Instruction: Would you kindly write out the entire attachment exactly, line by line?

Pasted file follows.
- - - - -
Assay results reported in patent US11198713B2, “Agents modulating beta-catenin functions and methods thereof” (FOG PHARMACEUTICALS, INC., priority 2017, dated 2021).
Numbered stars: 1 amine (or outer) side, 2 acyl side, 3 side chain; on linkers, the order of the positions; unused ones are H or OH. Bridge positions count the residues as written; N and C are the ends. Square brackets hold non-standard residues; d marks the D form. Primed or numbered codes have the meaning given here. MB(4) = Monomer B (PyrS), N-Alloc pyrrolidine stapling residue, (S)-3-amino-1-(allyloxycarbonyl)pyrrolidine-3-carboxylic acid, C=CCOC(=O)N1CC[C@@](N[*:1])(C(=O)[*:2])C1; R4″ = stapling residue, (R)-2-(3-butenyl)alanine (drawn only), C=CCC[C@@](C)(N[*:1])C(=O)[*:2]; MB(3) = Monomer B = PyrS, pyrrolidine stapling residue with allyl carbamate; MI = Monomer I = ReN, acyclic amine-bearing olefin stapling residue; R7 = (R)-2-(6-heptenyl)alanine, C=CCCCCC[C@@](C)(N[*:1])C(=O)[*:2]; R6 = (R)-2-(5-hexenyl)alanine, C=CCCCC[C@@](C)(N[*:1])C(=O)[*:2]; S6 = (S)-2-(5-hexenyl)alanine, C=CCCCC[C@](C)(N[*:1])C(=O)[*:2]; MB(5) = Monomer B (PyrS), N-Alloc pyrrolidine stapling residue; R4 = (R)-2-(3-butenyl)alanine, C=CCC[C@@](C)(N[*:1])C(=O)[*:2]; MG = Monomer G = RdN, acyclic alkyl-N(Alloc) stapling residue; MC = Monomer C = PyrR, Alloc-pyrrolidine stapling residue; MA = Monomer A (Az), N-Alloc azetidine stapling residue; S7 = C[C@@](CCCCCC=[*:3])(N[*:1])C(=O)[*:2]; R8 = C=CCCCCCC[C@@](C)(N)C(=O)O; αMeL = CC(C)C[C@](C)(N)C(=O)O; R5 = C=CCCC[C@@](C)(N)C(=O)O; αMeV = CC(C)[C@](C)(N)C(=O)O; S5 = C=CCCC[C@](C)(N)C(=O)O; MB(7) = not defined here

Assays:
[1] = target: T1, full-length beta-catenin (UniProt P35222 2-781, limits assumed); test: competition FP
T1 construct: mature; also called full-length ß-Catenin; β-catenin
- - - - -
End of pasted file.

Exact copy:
Assay results reported in patent US11198713B2, “Agents modulating beta-catenin functions and methods thereof” (FOG PHARMACEUTICALS, INC., priority 2017, dated 2021).
Numbered stars: 1 amine (or outer) side, 2 acyl side, 3 side chain; on linkers, the order of the positions; unused ones are H or OH. Bridge positions count the residues as written; N and C are the ends. Square brackets hold non-standard residues; d marks the D form. Primed or numbered codes have the meaning given here. MB(4) = Monomer B (PyrS), N-Alloc pyrrolidine stapling residue, (S)-3-amino-1-(allyloxycarbonyl)pyrrolidine-3-carboxylic acid, C=CCOC(=O)N1CC[C@@](N[*:1])(C(=O)[*:2])C1; R4″ = stapling residue, (R)-2-(3-butenyl)alanine (drawn only), C=CCC[C@@](C)(N[*:1])C(=O)[*:2]; MB(3) = Monomer B = PyrS, pyrrolidine stapling residue with allyl carbamate; MI = Monomer I = ReN, acyclic amine-bearing olefin stapling residue; R7 = (R)-2-(6-heptenyl)alanine, C=CCCCCC[C@@](C)(N[*:1])C(=O)[*:2]; R6 = (R)-2-(5-hexenyl)alanine, C=CCCCC[C@@](C)(N[*:1])C(=O)[*:2]; S6 = (S)-2-(5-hexenyl)alanine, C=CCCCC[C@](C)(N[*:1])C(=O)[*:2]; MB(5) = Monomer B (PyrS), N-Alloc pyrrolidine stapling residue; R4 = (R)-2-(3-butenyl)alanine, C=CCC[C@@](C)(N[*:1])C(=O)[*:2]; MG = Monomer G = RdN, acyclic alkyl-N(Alloc) stapling residue; MC = Monomer C = PyrR, Alloc-pyrrolidine stapling residue; MA = Monomer A (Az), N-Alloc azetidine stapling residue; S7 = C[C@@](CCCCCC=[*:3])(N[*:1])C(=O)[*:2]; R8 = C=CCCCCCC[C@@](C)(N)C(=O)O; αMeL = CC(C)C[C@](C)(N)C(=O)O; R5 = C=CCCC[C@@](C)(N)C(=O)O; αMeV = CC(C)[C@](C)(N)C(=O)O; S5 = C=CCCC[C@](C)(N)C(=O)O; MB(7) = not defined here

Assays:
[1] = target: T1, full-length beta-catenin (UniProt P35222 2-781, limits assumed); test: competition FP
T1 construct: mature; also called full-length ß-Catenin; β-catenin